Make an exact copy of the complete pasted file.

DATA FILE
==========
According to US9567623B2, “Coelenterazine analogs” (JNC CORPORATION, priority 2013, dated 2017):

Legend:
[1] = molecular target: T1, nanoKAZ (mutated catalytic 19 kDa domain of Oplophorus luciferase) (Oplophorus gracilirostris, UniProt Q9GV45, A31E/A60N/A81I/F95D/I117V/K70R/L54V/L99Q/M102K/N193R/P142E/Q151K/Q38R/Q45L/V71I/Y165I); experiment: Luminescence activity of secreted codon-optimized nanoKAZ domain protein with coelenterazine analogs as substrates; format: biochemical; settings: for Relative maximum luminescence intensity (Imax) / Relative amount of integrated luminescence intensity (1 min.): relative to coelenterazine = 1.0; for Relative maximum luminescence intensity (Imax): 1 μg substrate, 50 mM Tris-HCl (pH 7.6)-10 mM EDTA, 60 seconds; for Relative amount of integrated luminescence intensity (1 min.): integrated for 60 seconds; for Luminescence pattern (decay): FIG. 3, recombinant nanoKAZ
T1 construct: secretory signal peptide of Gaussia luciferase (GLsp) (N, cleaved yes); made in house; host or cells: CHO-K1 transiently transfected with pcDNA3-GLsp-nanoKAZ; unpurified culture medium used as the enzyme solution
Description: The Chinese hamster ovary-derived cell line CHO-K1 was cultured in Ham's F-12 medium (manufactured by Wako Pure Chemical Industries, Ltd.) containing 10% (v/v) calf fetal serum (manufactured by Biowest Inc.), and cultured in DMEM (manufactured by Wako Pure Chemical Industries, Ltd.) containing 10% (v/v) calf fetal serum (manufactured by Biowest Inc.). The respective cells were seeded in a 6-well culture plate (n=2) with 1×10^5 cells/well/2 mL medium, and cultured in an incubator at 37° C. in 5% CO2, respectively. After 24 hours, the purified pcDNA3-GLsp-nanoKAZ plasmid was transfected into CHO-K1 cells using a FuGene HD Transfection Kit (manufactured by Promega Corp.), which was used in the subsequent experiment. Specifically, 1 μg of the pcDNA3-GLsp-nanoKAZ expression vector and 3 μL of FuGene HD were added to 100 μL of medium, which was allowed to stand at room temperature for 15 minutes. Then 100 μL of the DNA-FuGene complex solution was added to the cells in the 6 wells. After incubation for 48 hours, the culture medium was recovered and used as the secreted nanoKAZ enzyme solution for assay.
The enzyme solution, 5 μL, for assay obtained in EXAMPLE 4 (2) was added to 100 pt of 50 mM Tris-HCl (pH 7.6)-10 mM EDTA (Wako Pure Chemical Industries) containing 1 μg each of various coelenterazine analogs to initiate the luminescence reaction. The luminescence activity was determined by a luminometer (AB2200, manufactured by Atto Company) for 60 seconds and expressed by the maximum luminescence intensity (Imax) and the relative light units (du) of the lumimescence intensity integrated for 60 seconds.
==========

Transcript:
According to US9567623B2, “Coelenterazine analogs” (JNC CORPORATION, priority 2013, dated 2017):

Legend:
[1] = molecular target: T1, nanoKAZ (mutated catalytic 19 kDa domain of Oplophorus luciferase) (Oplophorus gracilirostris, UniProt Q9GV45, A31E/A60N/A81I/F95D/I117V/K70R/L54V/L99Q/M102K/N193R/P142E/Q151K/Q38R/Q45L/V71I/Y165I); experiment: Luminescence activity of secreted codon-optimized nanoKAZ domain protein with coelenterazine analogs as substrates; format: biochemical; settings: for Relative maximum luminescence intensity (Imax) / Relative amount of integrated luminescence intensity (1 min.): relative to coelenterazine = 1.0; for Relative maximum luminescence intensity (Imax): 1 μg substrate, 50 mM Tris-HCl (pH 7.6)-10 mM EDTA, 60 seconds; for Relative amount of integrated luminescence intensity (1 min.): integrated for 60 seconds; for Luminescence pattern (decay): FIG. 3, recombinant nanoKAZ
T1 construct: secretory signal peptide of Gaussia luciferase (GLsp) (N, cleaved yes); made in house; host or cells: CHO-K1 transiently transfected with pcDNA3-GLsp-nanoKAZ; unpurified culture medium used as the enzyme solution
Description: The Chinese hamster ovary-derived cell line CHO-K1 was cultured in Ham's F-12 medium (manufactured by Wako Pure Chemical Industries, Ltd.) containing 10% (v/v) calf fetal serum (manufactured by Biowest Inc.), and cultured in DMEM (manufactured by Wako Pure Chemical Industries, Ltd.) containing 10% (v/v) calf fetal serum (manufactured by Biowest Inc.). The respective cells were seeded in a 6-well culture plate (n=2) with 1×10^5 cells/well/2 mL medium, and cultured in an incubator at 37° C. in 5% CO2, respectively. After 24 hours, the purified pcDNA3-GLsp-nanoKAZ plasmid was transfected into CHO-K1 cells using a FuGene HD Transfection Kit (manufactured by Promega Corp.), which was used in the subsequent experiment. Specifically, 1 μg of the pcDNA3-GLsp-nanoKAZ expression vector and 3 μL of FuGene HD were added to 100 μL of medium, which was allowed to stand at room temperature for 15 minutes. Then 100 μL of the DNA-FuGene complex solution was added to the cells in the 6 wells. After incubation for 48 hours, the culture medium was recovered and used as the secreted nanoKAZ enzyme solution for assay.
The enzyme solution, 5 μL, for assay obtained in EXAMPLE 4 (2) was added to 100 pt of 50 mM Tris-HCl (pH 7.6)-10 mM EDTA (Wako Pure Chemical Industries) containing 1 μg each of various coelenterazine analogs to initiate the luminescence reaction. The luminescence activity was determined by a luminometer (AB2200, manufactured by Atto Company) for 60 seconds and expressed by the maximum luminescence intensity (Imax) and the relative light units (du) of the lumimescence intensity integrated for 60 seconds.